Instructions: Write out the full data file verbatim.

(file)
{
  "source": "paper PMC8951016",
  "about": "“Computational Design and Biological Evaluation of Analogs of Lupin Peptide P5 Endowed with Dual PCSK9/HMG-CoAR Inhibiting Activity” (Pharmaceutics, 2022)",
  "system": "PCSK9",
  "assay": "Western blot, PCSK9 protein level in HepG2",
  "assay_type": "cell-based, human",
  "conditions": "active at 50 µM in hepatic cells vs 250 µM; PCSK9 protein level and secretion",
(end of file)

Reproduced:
{
  "source": "paper PMC8951016",
  "about": "“Computational Design and Biological Evaluation of Analogs of Lupin Peptide P5 Endowed with Dual PCSK9/HMG-CoAR Inhibiting Activity” (Pharmaceutics, 2022)",
  "system": "PCSK9",
  "assay": "Western blot, PCSK9 protein level in HepG2",
  "assay_type": "cell-based, human",
  "conditions": "active at 50 µM in hepatic cells vs 250 µM; PCSK9 protein level and secretion",